University faculty will immediately notify the University Authorized Official of any inventions:
· Developed with any level of University resources/support/facilities (personnel, funds, or equipment).
· Related to, based upon or derived from Intellectual Property currently owned by the University or to which the University has a potential claim.
· Subject to federal grants, contracts or sponsorship agreements.
· Subject to a non-federal grant, contract or other agreement.
Faculty members shall disclose the development of inventions not subject to external agreements for the purpose of determining substantial use and ownership.
In order to properly disclose an invention, faculty must complete a Technology Disclosure. The Technology Disclosure defines the nature of, and provides the basis for a legal claim to the invention in question. In every case, the invention process must be documented in lab notes, work logs, and other appropriate documentation attached to the Technology Disclosure. This documentation will chronicle the contributions of each Inventor. The University Authorized Official distributes the disclosure to the University’s CAO, University Legal Counsel, and the “PASSHE TTO.” The PASSHE TTO is a system-wide, central clearing-house for patent management; it engages the services of Technology Licensing Officers (TLO) and outside legal counsel to support University patent activity.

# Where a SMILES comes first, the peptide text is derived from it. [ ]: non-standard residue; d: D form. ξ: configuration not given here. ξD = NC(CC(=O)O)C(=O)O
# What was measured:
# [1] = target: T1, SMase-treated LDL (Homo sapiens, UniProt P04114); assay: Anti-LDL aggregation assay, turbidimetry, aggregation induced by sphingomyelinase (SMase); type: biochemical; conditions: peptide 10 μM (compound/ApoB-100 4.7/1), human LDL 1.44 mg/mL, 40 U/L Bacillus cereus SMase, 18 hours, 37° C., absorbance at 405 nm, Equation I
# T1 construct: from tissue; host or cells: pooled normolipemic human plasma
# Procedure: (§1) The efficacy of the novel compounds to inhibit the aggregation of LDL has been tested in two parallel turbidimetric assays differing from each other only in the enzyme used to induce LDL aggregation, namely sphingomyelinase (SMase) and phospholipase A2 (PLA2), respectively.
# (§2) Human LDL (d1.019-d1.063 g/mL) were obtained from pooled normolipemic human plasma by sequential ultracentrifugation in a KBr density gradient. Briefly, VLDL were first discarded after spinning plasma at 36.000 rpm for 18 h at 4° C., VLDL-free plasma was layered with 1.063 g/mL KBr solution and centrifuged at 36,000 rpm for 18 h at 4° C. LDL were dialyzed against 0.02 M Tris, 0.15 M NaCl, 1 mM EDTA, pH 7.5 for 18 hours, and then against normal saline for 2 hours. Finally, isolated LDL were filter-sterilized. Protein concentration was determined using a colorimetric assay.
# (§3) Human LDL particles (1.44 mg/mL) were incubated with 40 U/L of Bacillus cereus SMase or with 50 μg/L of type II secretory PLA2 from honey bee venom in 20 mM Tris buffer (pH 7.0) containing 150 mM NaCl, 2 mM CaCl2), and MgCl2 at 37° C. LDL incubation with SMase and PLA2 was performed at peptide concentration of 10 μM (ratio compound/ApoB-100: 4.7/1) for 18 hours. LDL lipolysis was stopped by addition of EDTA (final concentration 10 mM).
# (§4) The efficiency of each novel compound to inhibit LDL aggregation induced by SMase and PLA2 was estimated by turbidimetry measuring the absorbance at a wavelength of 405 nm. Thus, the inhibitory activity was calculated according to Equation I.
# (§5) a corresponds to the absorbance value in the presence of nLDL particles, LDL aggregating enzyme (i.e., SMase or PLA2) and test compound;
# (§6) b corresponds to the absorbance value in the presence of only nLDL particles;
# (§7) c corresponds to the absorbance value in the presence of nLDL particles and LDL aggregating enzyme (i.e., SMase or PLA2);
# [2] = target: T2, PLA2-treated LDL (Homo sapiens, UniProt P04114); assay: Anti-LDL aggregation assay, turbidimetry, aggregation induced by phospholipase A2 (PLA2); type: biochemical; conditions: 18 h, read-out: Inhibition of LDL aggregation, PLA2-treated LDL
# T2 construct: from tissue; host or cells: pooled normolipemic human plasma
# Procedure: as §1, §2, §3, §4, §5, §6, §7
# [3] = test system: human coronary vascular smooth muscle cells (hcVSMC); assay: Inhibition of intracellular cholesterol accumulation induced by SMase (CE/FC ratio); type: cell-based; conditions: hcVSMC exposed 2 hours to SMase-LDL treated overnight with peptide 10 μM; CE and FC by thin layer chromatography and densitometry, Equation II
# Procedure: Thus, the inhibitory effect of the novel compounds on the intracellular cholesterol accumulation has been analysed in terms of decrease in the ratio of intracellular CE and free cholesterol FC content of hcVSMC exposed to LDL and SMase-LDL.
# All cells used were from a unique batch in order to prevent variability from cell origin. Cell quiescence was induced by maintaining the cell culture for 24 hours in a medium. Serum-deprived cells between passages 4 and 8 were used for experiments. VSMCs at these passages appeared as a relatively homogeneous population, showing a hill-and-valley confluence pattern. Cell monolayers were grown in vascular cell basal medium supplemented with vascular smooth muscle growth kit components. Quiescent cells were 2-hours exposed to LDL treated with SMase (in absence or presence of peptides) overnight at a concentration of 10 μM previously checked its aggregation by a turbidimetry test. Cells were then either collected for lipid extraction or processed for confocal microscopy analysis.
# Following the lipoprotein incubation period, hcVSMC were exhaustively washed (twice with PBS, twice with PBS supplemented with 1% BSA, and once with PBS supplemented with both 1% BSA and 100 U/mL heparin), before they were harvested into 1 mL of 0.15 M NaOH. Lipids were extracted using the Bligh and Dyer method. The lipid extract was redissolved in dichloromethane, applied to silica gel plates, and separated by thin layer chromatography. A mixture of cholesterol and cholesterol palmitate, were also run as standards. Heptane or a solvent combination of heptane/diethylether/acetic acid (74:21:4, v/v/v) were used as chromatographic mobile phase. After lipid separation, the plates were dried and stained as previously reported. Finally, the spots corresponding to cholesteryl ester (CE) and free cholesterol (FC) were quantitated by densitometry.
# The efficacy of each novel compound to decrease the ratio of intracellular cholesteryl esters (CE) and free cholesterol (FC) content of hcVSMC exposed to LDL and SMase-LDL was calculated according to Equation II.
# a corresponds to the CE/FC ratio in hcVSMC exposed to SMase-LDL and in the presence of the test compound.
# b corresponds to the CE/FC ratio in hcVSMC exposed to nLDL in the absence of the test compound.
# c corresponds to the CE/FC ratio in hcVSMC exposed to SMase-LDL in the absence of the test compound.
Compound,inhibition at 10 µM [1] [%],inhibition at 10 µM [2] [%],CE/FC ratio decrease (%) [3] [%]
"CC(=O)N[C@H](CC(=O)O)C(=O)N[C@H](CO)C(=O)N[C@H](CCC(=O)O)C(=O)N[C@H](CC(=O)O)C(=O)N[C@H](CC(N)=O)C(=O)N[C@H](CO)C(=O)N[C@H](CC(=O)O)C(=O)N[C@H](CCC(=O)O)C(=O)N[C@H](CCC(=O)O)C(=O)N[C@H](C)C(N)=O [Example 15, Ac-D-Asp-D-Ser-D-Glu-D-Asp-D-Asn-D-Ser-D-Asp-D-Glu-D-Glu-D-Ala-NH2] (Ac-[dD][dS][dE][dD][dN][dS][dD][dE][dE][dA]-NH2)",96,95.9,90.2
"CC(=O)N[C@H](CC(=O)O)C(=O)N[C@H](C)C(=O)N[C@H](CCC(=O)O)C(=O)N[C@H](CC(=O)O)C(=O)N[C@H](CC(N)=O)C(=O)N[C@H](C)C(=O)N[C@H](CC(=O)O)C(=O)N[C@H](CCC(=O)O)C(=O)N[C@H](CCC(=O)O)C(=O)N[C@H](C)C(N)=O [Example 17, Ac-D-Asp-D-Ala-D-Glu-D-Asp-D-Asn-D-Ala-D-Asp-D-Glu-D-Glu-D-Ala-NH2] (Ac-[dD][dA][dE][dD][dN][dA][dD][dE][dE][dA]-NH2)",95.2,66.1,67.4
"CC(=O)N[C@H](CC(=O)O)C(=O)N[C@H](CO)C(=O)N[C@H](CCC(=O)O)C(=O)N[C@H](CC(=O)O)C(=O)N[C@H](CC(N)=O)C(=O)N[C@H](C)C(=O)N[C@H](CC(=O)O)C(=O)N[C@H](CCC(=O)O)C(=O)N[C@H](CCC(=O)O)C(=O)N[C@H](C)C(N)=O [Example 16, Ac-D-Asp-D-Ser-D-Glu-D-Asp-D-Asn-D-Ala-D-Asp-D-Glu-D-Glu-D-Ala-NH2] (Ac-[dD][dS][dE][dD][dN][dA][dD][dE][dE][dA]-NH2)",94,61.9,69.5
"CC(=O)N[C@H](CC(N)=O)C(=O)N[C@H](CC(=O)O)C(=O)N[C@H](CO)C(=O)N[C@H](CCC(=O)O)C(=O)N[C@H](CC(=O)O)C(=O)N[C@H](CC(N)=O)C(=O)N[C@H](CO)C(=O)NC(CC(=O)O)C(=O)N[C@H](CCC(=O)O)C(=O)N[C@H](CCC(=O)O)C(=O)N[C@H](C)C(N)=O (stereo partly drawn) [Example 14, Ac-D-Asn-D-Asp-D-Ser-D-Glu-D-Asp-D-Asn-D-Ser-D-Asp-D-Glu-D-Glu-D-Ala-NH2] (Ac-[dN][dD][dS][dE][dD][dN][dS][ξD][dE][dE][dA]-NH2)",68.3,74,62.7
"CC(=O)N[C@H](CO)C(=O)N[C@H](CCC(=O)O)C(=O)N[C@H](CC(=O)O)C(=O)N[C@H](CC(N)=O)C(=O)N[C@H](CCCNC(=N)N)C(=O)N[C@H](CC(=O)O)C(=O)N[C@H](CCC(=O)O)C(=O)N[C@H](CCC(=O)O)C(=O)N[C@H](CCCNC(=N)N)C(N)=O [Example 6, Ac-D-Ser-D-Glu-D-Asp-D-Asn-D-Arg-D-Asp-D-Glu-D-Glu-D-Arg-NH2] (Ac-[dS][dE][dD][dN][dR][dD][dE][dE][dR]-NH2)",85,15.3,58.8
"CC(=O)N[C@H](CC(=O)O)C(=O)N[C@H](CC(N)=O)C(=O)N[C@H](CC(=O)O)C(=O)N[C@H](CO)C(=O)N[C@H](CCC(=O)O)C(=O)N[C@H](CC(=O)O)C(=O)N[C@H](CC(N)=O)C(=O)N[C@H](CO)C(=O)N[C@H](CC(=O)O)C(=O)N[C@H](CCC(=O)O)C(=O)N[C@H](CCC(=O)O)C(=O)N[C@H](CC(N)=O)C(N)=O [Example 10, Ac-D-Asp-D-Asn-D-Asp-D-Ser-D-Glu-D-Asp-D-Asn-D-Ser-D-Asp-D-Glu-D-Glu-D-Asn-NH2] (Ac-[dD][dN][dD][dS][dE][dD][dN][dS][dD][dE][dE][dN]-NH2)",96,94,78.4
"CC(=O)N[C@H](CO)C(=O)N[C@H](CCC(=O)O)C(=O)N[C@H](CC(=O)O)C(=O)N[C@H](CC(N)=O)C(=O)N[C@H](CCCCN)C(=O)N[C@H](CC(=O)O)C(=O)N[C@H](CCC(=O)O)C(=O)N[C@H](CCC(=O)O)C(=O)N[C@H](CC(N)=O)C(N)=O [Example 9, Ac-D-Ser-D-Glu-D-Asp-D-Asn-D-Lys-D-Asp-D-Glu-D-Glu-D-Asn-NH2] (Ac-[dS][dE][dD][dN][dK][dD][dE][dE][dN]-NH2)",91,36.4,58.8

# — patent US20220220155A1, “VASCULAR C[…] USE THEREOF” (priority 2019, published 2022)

The Technology Disclosure is a critical document. It initiates the process of legally protecting the discovery or invention. Without the disclosure, the inventor’s rights are at risk.
If not subject to external funding or sponsorship requirements, the Technology Disclosure is reviewed and evaluated at the University level for “Substantial Use” support provided by the University. Technology Disclosures subject to external funding or sponsorship requirements are reviewed and evaluated for any restrictions imposed by sponsor requirements. The University Authorized Official shall accept or delegate responsibility for this evaluation and may create a campus committee to do so. This evaluation will determine that the invention falls into one of four classes: